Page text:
Monday, January 9, 2017

New Pattern: Trillick

Trillick is a fitted cowl, worked top-down and in the round. It is shaped to fit over the shoulders using a series of increases. Short row shaping adds an asymmetric triangular wedge, suggestive of a triangular shawl. The cowl features textured stitches, and a garter stitch lace edging, loosely inspired by prehistoric gold artefacts from the National Museum of Ireland. 

The sample is knit using a single ball of Debbie Bliss Fine Donegal; the pattern uses one 400 metre skein of fingering or sock weight yarn.
The pattern includes written and charted instructions for the lace, and has been test knitted.*
It is available to buy now.
Trillick is the last of a number of patterns I had prepared while waiting for our Smallest Human to arrive. I have been swatching and sketching away with other ideas since her arrival, but haven't quite mustered the brain power or time without distraction to actually form proper things from these ideas.  Instead of being frustrated by my lack of productivity, I've decided to start the new year by knitting a garment for myself, which has been in my queue for a long while, using yarn which has been in my stash for a while. It might even fit!!

*once again, I am enormously grateful to text knitting volunteers. Their feedback has been hugely informative, and an extremely valuable learning experience.

Sunday, January 1, 2017

New Pattern: Lissanover Cowl

New Year, New Pattern! Lissanover Cowl is the second pattern release which takes its inspiration from geometric surface decoration on gold lunulae in the collection of the National Museum of Ireland (Coggalbeg Cowl was the first).  The cowl came into being as a solution to keeping my neck & shoulders warm while writing at home. It has the added benefit of no dangling scarf ends to dip into multiple cups of tea, or get in the way of the odd bit of housework one tends to squeeze in here & there while working at home.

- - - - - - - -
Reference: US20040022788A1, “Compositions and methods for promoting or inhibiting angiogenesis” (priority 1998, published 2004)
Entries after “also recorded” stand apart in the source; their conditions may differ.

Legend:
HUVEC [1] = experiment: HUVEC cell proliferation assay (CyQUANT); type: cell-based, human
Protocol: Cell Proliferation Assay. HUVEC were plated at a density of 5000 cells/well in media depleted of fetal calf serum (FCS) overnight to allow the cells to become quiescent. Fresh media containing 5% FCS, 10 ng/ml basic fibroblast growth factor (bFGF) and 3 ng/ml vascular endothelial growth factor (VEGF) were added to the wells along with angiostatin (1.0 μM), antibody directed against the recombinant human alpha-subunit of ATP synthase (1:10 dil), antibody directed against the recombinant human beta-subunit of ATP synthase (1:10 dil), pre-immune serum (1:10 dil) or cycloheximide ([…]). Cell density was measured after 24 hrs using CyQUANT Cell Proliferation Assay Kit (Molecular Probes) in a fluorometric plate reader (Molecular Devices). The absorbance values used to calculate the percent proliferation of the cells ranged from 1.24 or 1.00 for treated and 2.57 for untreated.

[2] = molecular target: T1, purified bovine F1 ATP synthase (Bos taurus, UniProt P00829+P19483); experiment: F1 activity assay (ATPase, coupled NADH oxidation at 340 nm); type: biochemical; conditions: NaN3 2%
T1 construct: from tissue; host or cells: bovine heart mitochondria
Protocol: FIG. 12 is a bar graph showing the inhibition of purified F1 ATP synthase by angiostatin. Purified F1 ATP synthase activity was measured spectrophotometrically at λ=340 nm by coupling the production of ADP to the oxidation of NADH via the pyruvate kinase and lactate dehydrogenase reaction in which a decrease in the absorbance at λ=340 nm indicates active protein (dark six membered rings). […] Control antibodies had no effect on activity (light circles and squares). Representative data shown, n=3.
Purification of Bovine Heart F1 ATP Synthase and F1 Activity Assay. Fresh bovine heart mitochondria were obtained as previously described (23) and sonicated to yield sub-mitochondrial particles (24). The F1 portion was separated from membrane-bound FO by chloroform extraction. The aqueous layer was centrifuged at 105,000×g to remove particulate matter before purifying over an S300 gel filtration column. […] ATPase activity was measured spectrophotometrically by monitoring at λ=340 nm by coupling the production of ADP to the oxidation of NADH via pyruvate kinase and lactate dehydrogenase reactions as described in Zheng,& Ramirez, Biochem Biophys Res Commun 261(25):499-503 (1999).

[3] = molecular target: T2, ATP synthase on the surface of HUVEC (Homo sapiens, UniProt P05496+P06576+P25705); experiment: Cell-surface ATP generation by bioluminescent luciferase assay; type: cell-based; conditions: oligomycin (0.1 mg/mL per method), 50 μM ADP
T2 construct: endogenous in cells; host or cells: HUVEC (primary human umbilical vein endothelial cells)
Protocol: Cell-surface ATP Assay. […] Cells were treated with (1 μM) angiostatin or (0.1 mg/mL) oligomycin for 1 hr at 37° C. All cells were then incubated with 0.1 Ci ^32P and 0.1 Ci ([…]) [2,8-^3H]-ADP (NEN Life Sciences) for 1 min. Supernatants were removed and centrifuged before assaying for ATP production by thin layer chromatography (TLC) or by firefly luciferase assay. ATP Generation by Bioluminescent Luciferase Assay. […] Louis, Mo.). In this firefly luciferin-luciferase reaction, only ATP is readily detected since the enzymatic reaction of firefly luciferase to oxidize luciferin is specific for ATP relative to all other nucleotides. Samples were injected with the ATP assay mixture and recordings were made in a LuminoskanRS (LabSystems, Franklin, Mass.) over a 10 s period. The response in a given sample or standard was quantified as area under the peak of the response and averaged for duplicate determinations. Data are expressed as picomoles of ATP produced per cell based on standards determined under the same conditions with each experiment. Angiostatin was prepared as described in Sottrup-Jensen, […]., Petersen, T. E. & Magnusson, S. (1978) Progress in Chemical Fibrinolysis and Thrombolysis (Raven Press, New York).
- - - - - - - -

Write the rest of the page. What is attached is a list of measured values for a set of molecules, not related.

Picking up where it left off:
The cowl is knit back & forth, and top down, using a combination of mosaic knitting and slipped stitch patterns, and only one colour is worked per row. It is shaped to fit over the shoulders using a series of increases, and is finished with applied button bands. The cowl can be worn buttoned as a hood or gathered around the neck, or can be partially unbuttoned to sit lower on the shoulders as a shawl or capelet.
 The sample is knit using Toft DK Wool in Charcoal, and Toft Ulysses DK in Light Grey. I *loved* knitting with this yarn; it is so woolly, and warm, and very sheepy, but still soft enough for wearing next to skin (I am a sensitive soul, and tend to find that anything not-merino and not-superwash can be a bit prickly to my skin).
The pattern includes written and charted instructions for the stitch patterns, and is available to buy now.
The pattern would not have been possible without the generosity of test knitting volunteers, who have been so generous with their time, wisdom and common sense, and have been extremely patient with my sleep deprived brain*. I am so grateful for their support, and that I have realised that 'my' work is much improved when I ask for help. **

*New baby is now 5 weeks old, and sleeps about as well as can be expected, in between working on some very chubby cheeks & thighs!

**I've realised that there is such a thing as 'too independent', that help is forthcoming when one asks for it, partly thanks to This Inspiring Book.